Multimedia Formats What are the Issues?
At the start of the workshop Anne Mumford suggested there were many questions which needed to be addressed during the workshop:
Steve Morgan then suggested that it was important to:
- what are the range of file formats for multimedia?
- where do these these fit together?
- how do people use them?
- do people need to know and understand file formats?
- how do we get from this format to that one?
- what software deals are there?
- what public domain software is available?
and that the workshop should:
- concentrate on file formats that are used
- encourage de jure standards where possible but not at the expense of de fact standards
- recognise the importance of PC/Windows
- not forget the outside world
Julian Gallop looked at the background against which we were having discussions:
- identify the formats that are used successfully
- initiate the evaluation of tools which will encourage their use (i.e. make it easy and inexpensive)
- try to recommend community site licence agreements if at all possible this may involve central funding
- technology (networking, discs, processors, compression) has removed many of the barriers to using media that were previously considered to be exotic
- there is a spread and awareness of world wide hyperlinks
- in the UK HE community there are heterogeneous platforms even within a single discipline
- the formats used are numerous
- at present, the pattern in the academic community is usage of multimedia produced by others plus development by multimedia experts the development of multimedia documents by non-experts is likely to increase
- multimedia has wide application for education and courseware with many communities being distributed
Julian suggested that we should be considering the following:
- we need to distinguish between the "glue" (hyperlinks) and the objects to be stuck together (images, graphics, text, sound, video)
- we need to address the formal and the de facto standards and to consider platform issues
- we need to address the properties of the data captured:
- information content how much information is preserved?
- different types of media (graphics, text, images, video, sound)
- do we understand what an image is?
- distinguish between different methods of delivery network, CD-ROM? For CD-ROM, proprietary standards are often used for a particular target platform. However many scientific communities have diverse machine architectures. Could the same document structure be used whether using a CD-ROM or network?
- different standards for use in a single stream (MIME for electronic mail) or in a web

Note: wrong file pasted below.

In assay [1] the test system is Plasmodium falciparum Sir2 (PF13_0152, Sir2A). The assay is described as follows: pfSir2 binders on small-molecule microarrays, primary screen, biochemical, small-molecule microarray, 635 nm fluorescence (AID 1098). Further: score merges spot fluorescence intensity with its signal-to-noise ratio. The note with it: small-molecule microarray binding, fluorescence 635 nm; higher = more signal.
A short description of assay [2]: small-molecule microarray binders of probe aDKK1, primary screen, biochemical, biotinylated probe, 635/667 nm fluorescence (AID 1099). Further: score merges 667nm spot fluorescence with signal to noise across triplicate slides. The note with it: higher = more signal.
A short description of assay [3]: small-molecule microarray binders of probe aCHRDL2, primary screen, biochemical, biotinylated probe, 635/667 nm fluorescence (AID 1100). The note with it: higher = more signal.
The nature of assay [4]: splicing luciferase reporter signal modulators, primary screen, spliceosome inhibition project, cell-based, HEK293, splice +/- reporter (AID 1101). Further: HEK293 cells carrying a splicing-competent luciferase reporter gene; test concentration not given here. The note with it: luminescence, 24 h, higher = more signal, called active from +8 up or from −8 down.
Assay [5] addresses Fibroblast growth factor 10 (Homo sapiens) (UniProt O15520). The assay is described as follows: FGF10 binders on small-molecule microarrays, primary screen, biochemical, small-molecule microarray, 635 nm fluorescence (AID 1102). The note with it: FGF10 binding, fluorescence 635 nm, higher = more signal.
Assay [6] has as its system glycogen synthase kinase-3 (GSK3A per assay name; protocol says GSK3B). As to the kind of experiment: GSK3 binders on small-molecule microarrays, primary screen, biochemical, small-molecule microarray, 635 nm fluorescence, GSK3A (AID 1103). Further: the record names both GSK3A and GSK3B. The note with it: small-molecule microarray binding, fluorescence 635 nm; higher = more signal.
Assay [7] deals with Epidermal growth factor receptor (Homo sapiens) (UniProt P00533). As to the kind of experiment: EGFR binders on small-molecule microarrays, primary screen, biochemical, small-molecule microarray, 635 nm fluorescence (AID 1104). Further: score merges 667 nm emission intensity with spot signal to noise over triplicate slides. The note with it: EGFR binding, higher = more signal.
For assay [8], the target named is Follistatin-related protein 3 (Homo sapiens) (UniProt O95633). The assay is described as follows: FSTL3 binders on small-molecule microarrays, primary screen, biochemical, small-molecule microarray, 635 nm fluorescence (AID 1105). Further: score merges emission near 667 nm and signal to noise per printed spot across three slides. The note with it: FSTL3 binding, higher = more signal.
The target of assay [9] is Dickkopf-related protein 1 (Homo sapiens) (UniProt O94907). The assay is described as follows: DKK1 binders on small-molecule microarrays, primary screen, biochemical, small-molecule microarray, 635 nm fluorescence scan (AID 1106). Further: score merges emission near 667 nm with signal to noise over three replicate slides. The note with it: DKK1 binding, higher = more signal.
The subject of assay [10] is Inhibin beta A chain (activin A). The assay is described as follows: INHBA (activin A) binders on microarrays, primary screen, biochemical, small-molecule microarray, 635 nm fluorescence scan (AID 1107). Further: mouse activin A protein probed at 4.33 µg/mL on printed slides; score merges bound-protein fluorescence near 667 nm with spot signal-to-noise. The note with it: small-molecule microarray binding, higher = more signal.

- there is little attention paid to graphics rather than raster images. The use of vectors can reduce file size and increase information. What is the role of PostScript or CGM?
- we need to look at the differences between the standards (what is the difference between HTML and HyTime, between HyTime and MHEG?)
- we need to identify problems which are critical to the UK HE community e.g. what are the limitations of HTML and how can we set about changing these?
- a guide on formats would be useful but we need to address how this can be maintained
- when we are "recommending" formats, what does this mean:
- that the rest of the world is going that way?
- telling people how to convert to/from that recommended set?
- the UK community will encourage the development of tools to support the preferred formats?
- etc etc what do we want?
The following points emerged from discussions:
- there is a needs to get tools and utilities to handle the different formats we need to ensure that we get free runtime viewers (or free at point of use)
- there is a need for WYSIWYG authoring tools more HTML authoring and editing tools would be useful
- there is a real need to transfer between platforms
- there can be difficulties in dealing with images when we want to retain some application level information associated with it, e.g. medical images
- it would be useful to have a table to include which packages and utilities will read/write which formats
- we need to be able to put pressure on industry to make the formats "open" some of this could be carried out through the Interactive Multimedia Association which has 300 members this is US based with no European equivalent
- there is a need for skills development in the use of multimedia novice guides, templates, style guides etc
- we need encouragement from the HEFC's Joint Information Systems Committee (JISC) on recommendations on standards and encouragement from them to use these this could be by adopting (and developing if necessary) tools which use mainstream standards
- we need to think about using databases for our information
- we need to remember that documents are often required on paper as well as online there is often a mismatch
- conversion tools are important
- the amount of effort involved in getting materials online is high and will only (in practice) happen once it is important to keep the content and hyperlinking/structure separate
Virtual Environments Visualisation